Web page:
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U.S. Army’s first all-composite, armor-ready truck cab

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May 7, 2007

Steve Nimmer, of Oshkosh Truck Corporation, (right) demonstrates the operation of the HEMTT A3 all-composite cab to Rhode Island Senator Jack Reed (D-RI).

Steve Nimmer, of Oshkosh Truck Corporation, (right) demonstrates the operation of the HEMTT A3 all-composite cab to Rhode Island Senator Jack Reed (D-RI).

May 8, 2007 TPI Composites (TPI) has unveiled its new light-weight, all-composite truck cab. The cab was designed for the U.S. Army’s tactical wheeled vehicle fleet and addresses serious vehicle issues by being lighter in weight, highly durable, and strong enough to carry the heaviest of armor and mine blast protection. TPI’s lightweight, all-composite cab allows soldiers to carry more protective armor, ammunition, and equipment because it weighs hundreds of pounds less than cabs constructed with conventional materials.

For example, TPI’s cab would allow the accommodation of 400 more pounds of weight than a comparable integrated A-kit aluminum based design. The cab is also able to carry the latest attached B-Kit armor solutions, something the baseline aluminum design is not capable of doing and a characteristic that allows for weight savings far exceeding 400 pounds.

The prototype cab is the result of a two-year R&D; program with the U.S. Army TARDEC and will be used for the HEMTT A-3 truck (Heavy Expanded Mobility Tactical Truck), manufactured by Oshkosh Truck. TPI collaborated on this project with Oshkosh Truck Corporation, maker of the HEMTT truck, and the University of Delaware’s Center for Composite Materials.

“TPI is committed to applying its technology to provide solutions that will help the war-fighter,” said Steven C. Lockard, president and chief executive officer of TPI. “The lightweight, all- composite armor ready cab is a great example of how advanced composite material and process technology can be applied to enhance performance in military vehicles and help protect our soldiers.”

“The composite cab by TPI has provided a solution, that up until recently, was not available on a tactical wheeled vehicle platform,” said John Stoddart, executive vice-president, and president Oshkosh Truck defense. “This technology, along with advanced armor solutions will allow us as a vehicle manufacturer to increase the reliability, the performance, and the protection of the platforms on which it is installed. It is a leap forward in the technology of vehicle manufacturing.”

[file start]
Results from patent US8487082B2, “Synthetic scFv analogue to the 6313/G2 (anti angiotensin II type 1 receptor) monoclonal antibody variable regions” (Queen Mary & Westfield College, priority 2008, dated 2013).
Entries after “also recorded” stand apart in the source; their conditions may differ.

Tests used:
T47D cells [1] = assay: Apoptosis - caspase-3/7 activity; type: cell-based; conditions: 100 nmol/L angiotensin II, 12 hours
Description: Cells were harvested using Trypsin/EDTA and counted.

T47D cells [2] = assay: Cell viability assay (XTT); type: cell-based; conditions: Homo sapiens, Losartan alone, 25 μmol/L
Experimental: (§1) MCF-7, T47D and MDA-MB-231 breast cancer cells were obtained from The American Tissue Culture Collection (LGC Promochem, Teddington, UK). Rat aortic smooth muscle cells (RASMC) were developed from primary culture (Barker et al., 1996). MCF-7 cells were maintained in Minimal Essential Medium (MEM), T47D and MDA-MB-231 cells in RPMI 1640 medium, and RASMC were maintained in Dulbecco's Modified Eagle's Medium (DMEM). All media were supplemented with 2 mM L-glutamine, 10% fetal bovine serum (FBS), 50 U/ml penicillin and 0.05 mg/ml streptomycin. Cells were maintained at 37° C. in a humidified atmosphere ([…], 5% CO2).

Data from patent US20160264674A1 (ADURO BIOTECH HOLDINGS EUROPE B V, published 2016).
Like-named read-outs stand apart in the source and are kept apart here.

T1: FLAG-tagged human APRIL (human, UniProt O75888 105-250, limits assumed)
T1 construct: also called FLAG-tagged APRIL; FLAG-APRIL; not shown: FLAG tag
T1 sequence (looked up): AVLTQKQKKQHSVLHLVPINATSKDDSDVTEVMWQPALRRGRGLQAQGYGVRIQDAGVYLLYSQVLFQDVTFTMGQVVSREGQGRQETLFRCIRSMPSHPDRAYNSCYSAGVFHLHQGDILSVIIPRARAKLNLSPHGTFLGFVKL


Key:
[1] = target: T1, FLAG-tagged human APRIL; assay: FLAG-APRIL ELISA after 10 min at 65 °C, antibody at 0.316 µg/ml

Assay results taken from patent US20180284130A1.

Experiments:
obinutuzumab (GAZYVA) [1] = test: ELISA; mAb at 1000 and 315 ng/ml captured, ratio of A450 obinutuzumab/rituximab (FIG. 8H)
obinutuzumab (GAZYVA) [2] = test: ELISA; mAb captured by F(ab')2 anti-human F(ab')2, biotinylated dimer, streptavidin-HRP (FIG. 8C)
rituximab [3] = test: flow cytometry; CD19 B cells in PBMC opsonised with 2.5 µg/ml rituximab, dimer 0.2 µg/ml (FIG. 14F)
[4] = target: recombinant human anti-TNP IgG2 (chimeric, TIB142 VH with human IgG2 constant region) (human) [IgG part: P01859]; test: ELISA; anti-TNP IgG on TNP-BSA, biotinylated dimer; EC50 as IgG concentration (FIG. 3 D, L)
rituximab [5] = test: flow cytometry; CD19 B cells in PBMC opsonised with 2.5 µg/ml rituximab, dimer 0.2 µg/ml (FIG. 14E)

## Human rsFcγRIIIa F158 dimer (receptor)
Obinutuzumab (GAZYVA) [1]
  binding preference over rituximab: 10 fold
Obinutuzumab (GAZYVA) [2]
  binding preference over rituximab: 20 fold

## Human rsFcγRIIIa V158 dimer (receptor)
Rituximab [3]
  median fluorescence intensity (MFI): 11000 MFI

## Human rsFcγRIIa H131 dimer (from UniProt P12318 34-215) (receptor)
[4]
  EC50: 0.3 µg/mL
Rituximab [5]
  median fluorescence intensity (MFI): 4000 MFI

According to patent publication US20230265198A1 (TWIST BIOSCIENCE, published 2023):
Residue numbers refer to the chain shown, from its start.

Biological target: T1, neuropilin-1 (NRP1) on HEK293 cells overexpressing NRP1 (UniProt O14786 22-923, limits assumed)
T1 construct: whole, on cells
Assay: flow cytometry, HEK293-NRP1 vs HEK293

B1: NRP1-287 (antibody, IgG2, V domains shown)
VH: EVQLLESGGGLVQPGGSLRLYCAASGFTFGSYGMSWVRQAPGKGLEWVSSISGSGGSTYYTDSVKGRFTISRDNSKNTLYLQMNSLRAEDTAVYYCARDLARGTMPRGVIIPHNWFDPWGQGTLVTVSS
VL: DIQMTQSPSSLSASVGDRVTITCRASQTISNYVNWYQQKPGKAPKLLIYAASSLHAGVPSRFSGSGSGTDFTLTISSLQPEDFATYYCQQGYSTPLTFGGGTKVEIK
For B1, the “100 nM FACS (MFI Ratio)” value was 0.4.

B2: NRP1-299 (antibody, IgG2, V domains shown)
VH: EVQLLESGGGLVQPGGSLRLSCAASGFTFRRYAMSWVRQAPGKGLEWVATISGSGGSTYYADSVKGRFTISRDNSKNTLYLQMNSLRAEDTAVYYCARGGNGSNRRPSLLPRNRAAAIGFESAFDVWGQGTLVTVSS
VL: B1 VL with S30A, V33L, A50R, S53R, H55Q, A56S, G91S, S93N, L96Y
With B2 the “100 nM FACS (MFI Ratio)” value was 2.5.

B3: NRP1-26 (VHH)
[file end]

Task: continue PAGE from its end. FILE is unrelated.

The prototype vehicle will be sent to Aberdeen this summer, where it will be road tested. Future prototypes are expected by year end.

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About the Author
Mike Hanlon Mike grew up thinking he would become a mathematician, accidentally started motorcycle racing, got a job writing road tests for a motorcycle magazine while at university, and became a writer. As a travelling photojournalist during his early career, his work was published in a dozen languages across 20+ countries. He went on to edit or manage over 50 print publications, with target audiences ranging from pensioners to plumbers, many different sports, many car and motorcycle magazines, with many more in the fields of communication - narrow subject magazines on topics such as advertising, marketing, visual communications, design, presentation and direct marketing. Then came the internet and Mike managed internet projects for Australia's largest multimedia company, Telstra.com.au (Australia's largest Telco), Seek.com.au (Australia's largest employment site), top100.com.au, hitwise.com, and a dozen other internet start-ups before founding Gizmag in 2002. Now he writes and thinks. All articles by Mike Hanlon
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